Before going into the reading, we must know what an epigraph is. According to the Lexicon, epigraphs are short quotations or sayings at the beginning of a book or chapter that suggests its theme. Many books have used them and some of us would not think twice about it. The epigraphs are the author’s way of conveying something such as a theme or tone for the readers. The epigraphs get me to think about the connection between the books to society. An epigraph that could represent this is from Octavia Butler’s book Dawn, “Learn and Run!”. The connection that could be seen is that in society, some jobs would ask the interviewees for a couple of experiences before being employed. However, the interviewee might not have the experiences needed to meet the requirements. So what they would do is to learn while they work and to run with the job position. To me, Butler has wanted people to connect in a way so that they could try to understand their surroundings and perceive the world through a different lens of life.
The previous epigraph reminds me of a section from the same book, Dawn. It states that “The Oankali had removed her so completely from her own people–only to tell her they planned to use her as a Judas goat” (Butler) In the story, they have seen how humans reacted when they are confronted by the OanKalis’. They tried to kill them and to escape the room that feels like a cage to them. This also could be connected to the situation that we are living in this modern time. I am talking about the coronavirus pandemic. Being in a time where citizens would look up to the person that they believed to be getting the situation under control, (for example, the president of the US) only to have the person that they trust to say or show something that could lead them to their doom. For example, being told from higher-ups that science is fake or that masks do not prevent the virus from spreading. Then to have seen all over the news or hear from neighbors that people are suffering and dying from this new virus that some citizens just do not show any unity or support to delay the spread to anyone from a young child to an elder.
Another way that the epigraphs get me to think is by the connections to me. Another epigraph is from Butler’s other book Furor Scribendi; it states, “First forget inspiration. Habit is more dependable. Habit will sustain you whether you’re inspired or not….Habit is persistence in practice. Forget talent. If you have it, fine. Use it. If you don’t have it, it doesn’t matter. As habit is more dependable than inspiration, continued learning is more dependable than talent.” This means to me that inspiration is useless to have. To have inspiration is a shot in the dark, and sometimes it probably is not going to be used completely throughout. This relates to me, as someone who gets side-tracked, the inspiration(s) that I may already have received in my lifetime weren’t always seen to the finish of whatever I have been inspired to do. Which led to me forgetting what I was doing then doing something else. For talents, they can let you go as far as you can but only if it correlates to the talent(s). While with continued learning, it could bring you much further and could bring you much more success and more paths to walk along on. Also, it helps develop a habit for the person. For example, when I was in high school my English teacher taught my class how to further our explanation by using these simple sentence starters, This means…This shows…This proves. This became wanted by us in all our essays to come. This led to it becoming part of my habit whenever I write an essay for anybody. Due to that, I have allowed others to understand my way of thinking whether it short or thought out.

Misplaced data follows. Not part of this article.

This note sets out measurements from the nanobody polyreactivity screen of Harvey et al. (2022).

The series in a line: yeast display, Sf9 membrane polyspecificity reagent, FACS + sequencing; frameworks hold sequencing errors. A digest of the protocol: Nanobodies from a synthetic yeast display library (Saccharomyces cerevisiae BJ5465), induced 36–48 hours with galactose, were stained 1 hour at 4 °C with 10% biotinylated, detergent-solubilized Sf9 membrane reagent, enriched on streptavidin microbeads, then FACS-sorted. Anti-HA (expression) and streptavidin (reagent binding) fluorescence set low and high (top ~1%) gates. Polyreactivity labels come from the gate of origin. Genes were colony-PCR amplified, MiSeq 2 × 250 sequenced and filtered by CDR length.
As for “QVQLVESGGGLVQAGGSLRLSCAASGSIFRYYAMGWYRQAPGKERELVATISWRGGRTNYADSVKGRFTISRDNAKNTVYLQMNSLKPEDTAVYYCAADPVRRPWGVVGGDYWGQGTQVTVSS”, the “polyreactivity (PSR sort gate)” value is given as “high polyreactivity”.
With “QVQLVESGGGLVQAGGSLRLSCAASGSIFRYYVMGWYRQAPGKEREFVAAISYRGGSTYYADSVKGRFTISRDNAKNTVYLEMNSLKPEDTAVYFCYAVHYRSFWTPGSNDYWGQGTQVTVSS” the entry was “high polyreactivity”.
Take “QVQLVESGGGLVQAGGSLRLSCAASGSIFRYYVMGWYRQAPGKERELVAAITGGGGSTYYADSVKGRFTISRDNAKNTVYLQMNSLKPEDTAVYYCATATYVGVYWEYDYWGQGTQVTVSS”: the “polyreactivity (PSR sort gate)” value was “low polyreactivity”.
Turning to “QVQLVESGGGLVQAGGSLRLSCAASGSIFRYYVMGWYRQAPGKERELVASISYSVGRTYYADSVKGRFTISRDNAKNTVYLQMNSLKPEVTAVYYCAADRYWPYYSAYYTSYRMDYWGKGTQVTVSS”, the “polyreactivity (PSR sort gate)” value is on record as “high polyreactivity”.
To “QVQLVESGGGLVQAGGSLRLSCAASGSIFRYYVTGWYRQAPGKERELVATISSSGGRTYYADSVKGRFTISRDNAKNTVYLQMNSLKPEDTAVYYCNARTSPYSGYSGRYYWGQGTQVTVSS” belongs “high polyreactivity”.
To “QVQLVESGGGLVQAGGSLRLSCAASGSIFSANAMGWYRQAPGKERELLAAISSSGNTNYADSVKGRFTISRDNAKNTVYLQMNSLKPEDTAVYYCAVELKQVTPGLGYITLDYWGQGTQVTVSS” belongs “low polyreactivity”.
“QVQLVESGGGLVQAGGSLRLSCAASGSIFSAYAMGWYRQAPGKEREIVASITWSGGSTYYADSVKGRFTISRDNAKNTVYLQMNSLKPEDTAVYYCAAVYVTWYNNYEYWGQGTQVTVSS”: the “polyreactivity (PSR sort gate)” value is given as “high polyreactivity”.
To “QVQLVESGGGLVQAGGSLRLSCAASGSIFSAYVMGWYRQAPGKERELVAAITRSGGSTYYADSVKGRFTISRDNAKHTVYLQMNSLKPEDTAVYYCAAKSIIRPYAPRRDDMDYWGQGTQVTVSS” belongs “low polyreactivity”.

I am not the one who likes to ask questions, nevertheless critical questions. In terms of goals, I would say that a goal I have is to find more connections that could make books more related, even though Butler is already doing a good job making us think about the smallest reaction and subconscious thought that anyone of us could have when reading the stories.